Returning to Brixton, Brixton Energy Solar 3, Brixton Energy’s latest share launch is now open to investors. Here’s how Brixton Energy themselves describe it:
“The solar panels for Brixton Energy Solar 3 will be installed on four buildings within the Roupell Park Estate: Hyperion House, Fairview House, Warnham House and the Community Office. The income from the project will be derived principally from the government’s Feed-in Tariff scheme, which is guaranteed for 20 years. Some of the energy generated by the project will be used on site with the remainder energy sold directly back to the grid. After operating costs are deducted, profits resulting from the sale of energy will be used to support local energy efficiency initiatives and provide Co-operative members with an annual return on their investment”.
You can download the share prospectus here. The TT-Honiton in Devon’s planting group caught up recently to agree on their aims. They have compiled this great ‘all about our herbs’ page on relation to all the herbs they have planted on the New Street herb wall.
The ongoing success of the Bristol Pound has inspired at least one other city to consider giving it a go. Recently, Oxford announced that it was considering the idea. Adam O’Boyle, who is leading the Oxford project, said: “Although we think Oxford is a great city, it could always be better. We were really impressed by what they’re doing in Bristol in terms of increasing trade to local businesses, increasing the profile of the city.”
Transition Evesham Vale (Worcs) held a food festival as part of their local Mega Weekend. We felt we had to include this photo because if ever a woman in a photo seemed to be thinking “help, get me out of here”, it was our friend in this picture.
Billinge & Orrell Transition Group’s Community Good Life Fair took place on Saturday 15th June at St James Social Club, Orrell. Here’s how they described it:
“There was something for everyone including stalls showcasing local community activities (Greenslate Community Farm, local clubs and community groups ), local crafts (artisan breadmaking, woodcraft skills, simple herbal remedies), backyard self-sufficiency (chickens, bees, veg growing and animal raising), a cycle workshop, money saving tips to reduce your household bills (buying co-ops, energy saving measures)”.
“This is more than a recycling directory and, although it was created for Marlborough (Wiltshire, England), the “reduce and reuse” tips and online links can be used anywhere. … In keeping with the Transition ethos, we wanted to highlight Reduce and Re-use, to include Repair as well as Recycle and, wherever possible, keep everything local. Rethinking our rubbish is an important part of creating a sustainable future. There are ideas and tips for using less in the first place (minimising the use of diminishing resources) and ways to reuse items ourselves or pass them on for other people to use. Finally, if they cannot be repaired, there is information about recycling facilities, to avoid sending them to landfill”.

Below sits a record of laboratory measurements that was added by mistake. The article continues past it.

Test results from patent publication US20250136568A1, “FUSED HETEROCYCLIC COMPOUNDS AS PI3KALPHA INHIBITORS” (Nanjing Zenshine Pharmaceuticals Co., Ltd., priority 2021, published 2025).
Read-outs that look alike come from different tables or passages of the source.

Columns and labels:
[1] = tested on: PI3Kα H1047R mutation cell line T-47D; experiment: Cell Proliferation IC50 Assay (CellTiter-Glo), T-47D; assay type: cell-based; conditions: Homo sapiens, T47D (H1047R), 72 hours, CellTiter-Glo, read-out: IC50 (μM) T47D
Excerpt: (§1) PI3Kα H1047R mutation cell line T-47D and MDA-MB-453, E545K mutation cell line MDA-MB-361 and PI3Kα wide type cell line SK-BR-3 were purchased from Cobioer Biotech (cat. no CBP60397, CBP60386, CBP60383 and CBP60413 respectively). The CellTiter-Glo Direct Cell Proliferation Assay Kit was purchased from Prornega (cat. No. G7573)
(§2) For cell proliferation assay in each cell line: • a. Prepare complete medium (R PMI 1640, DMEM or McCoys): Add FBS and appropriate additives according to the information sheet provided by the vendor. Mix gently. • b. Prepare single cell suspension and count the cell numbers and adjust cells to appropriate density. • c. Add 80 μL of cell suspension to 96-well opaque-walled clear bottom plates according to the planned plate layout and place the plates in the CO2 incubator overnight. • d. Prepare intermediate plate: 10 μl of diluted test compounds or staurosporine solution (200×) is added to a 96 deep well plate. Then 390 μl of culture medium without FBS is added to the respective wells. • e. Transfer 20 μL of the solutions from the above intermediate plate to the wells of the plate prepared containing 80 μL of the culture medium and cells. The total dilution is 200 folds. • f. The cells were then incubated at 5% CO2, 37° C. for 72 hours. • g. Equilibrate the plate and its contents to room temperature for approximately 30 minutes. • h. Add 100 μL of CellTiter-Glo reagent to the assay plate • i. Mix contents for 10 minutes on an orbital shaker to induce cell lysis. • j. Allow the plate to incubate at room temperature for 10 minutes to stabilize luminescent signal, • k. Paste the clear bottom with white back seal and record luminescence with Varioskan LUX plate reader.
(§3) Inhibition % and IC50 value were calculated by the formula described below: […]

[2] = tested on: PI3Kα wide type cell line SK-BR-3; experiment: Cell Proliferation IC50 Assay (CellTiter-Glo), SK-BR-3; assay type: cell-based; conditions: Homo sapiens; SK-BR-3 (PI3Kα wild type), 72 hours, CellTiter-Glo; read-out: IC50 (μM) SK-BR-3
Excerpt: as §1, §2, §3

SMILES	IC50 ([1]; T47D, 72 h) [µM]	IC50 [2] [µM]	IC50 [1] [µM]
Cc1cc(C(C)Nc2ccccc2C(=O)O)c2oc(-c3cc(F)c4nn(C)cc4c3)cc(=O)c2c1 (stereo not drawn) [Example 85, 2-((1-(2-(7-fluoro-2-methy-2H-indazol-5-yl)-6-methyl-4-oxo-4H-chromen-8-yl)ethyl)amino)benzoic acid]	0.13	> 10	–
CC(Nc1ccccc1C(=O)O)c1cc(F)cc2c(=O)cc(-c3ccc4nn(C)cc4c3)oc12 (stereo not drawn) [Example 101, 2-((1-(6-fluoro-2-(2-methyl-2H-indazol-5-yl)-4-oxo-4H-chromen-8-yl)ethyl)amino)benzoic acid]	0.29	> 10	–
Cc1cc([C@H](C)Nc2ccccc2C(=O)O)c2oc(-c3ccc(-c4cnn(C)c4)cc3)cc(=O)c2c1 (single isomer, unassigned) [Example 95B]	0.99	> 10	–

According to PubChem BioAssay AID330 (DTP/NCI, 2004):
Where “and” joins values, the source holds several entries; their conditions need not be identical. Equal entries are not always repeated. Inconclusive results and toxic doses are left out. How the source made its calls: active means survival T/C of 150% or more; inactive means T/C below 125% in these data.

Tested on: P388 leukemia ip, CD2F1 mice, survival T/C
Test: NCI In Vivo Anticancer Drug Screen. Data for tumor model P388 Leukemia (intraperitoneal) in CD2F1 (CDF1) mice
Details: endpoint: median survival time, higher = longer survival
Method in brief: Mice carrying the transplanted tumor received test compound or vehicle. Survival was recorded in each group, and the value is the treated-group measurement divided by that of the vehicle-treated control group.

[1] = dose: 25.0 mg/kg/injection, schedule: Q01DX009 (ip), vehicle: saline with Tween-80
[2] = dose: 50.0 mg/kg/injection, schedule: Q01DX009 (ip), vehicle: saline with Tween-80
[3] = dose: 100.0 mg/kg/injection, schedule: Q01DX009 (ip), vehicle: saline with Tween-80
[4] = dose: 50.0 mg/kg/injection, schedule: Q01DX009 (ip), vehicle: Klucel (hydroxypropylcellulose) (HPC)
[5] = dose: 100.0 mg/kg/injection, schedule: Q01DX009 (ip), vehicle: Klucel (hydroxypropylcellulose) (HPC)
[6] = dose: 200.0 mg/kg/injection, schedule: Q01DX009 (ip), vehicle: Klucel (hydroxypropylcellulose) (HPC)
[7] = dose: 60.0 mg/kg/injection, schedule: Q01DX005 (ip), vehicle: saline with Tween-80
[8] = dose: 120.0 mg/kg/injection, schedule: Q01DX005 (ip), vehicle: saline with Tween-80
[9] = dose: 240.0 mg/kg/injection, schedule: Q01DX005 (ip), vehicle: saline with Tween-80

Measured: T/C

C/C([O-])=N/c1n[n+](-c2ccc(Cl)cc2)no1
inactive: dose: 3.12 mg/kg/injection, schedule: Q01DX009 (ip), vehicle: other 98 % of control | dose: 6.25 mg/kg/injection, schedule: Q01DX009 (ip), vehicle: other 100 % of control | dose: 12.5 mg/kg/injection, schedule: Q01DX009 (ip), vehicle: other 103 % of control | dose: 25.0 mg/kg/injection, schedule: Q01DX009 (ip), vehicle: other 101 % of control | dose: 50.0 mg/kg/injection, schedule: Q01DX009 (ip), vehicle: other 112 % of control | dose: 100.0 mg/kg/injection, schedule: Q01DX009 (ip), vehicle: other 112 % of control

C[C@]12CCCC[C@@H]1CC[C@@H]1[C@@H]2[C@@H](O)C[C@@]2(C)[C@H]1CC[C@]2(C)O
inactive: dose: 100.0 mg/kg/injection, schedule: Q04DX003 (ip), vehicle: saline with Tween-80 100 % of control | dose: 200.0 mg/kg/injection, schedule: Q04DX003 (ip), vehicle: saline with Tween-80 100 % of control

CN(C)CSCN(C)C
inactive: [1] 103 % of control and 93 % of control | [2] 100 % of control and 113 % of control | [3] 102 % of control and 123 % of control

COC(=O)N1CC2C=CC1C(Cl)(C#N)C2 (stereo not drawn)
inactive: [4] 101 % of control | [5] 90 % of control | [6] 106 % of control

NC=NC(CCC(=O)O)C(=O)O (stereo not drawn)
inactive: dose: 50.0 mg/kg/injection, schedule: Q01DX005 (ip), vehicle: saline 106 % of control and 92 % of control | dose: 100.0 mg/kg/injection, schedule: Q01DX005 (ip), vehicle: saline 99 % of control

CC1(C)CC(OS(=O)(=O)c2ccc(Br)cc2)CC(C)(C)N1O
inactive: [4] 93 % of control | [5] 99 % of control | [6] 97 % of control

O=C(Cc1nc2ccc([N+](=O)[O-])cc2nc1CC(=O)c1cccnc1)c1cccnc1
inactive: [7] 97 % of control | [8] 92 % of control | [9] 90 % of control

Transition Walthamstow opened their first Repair Cafe, at the Hornbeam Centre on Wednesday 26th June. Transition Stratford’s Garden Share scheme is now well underway. Transition Town Clitheroe have also started a Garden Share scheme, and Susan Hawthorne (below), 46, who has offered her garden to the project, said: “It’s something that would encourage community spirit and togetherness”.
This month saw the launch of the latest book about Transition, The Power of Just Doing Stuff. The first launch was a kind of pre-launch thing, in which author Rob Hopkins and Pruw Boswell, Mayor of Totnes attempted to ‘launch’ the book down the River Dart in a pumpkin. The resultant video has been watched over 1,000 times on YouTube and has been reported to nearly bring on early labour and near- hysteria through giggling.
It was first formally presented in Bristol at Bristol Green Week’s Schumacher Lectures. Earlier that morning, Rob appeared on BBC Radio Bristol, where he spoke with presenter Jemma Cooper, and chose ‘Be My Baby’ by The Ronettes, and ‘Town Called Malice’ by the Jam as the records he would play at an imaginary dinner party. There was also a great piece about the book in the Bristol Evening Post. The real formal launch event took place a couple of days later in Crystal Place, London. You can read Rob’s blog post about it, and here is his video about the day:
On June 20 Rob spoke at the Sir Patrick Geddes Commemorative Lecture in Edinburgh. Here is an audio/slide show mashup thing of the talk. The next day, members of Transition in Scotland organised a talk and workshop titled The Power of Just Doing Stuff: How Communities are Changing our Cities for Good.
On 27 June Rob went to Sheffield (South Yorkshire). Part of the day included presenting a copy of the book to Jack Scott, a leading member of the City Council, on the steps of the Town Hall with members of local Transition groups.
You can read more and listen to audio from the evening event at the Quakers Meeting House on Sheffield IndyMedia. The following dates for Rob’s ‘Transition Thursday’ events throughout July are as follows:
04 July Swaffham, Downham Market & Kings Lynn (Norfolk) (this Round-up is being edited on route to this….)
11 July Worthing (West Sussex) – see their poster here
18 July Louth & Horncastle (Lincs) – link here
25 July Marsden & Slaithwaite (West Yorkshire)
The publication of the book has also led to a flurry of media attention on Transition. The best two, in our opinion, were John Paul Flintoff’s piece in the Guardian, called Local, self sufficient, optimistic: are Transition Towns the way forward? which was one of the most popular articles on the Guardian’s site for a few days, and which led to a big spike in visitors to the Transition Network’s website. The other appeared at 2Degrees, and was called ‘What can business learn from the Transition movement?’
There was also coverage in The Daily Telegraph, The Ecologist, Western Daily Press, Huffington Post, Treehugger, and the wonderfully titled What Happens if We Focus on the 3%? (Spoiler: Local Economies Flourish) published on the blog Triple Pundit, to name just a few. There was also a recent article entitled The Future of Energy on Virgin’s website which name-checked Transition.
Finally, we close with some recently-found rare footage of what Rob Hopkins looked like before he cut his hair, had a shave and got involved with Transition:
Please send us any stories you would like to see included in the next Round-up.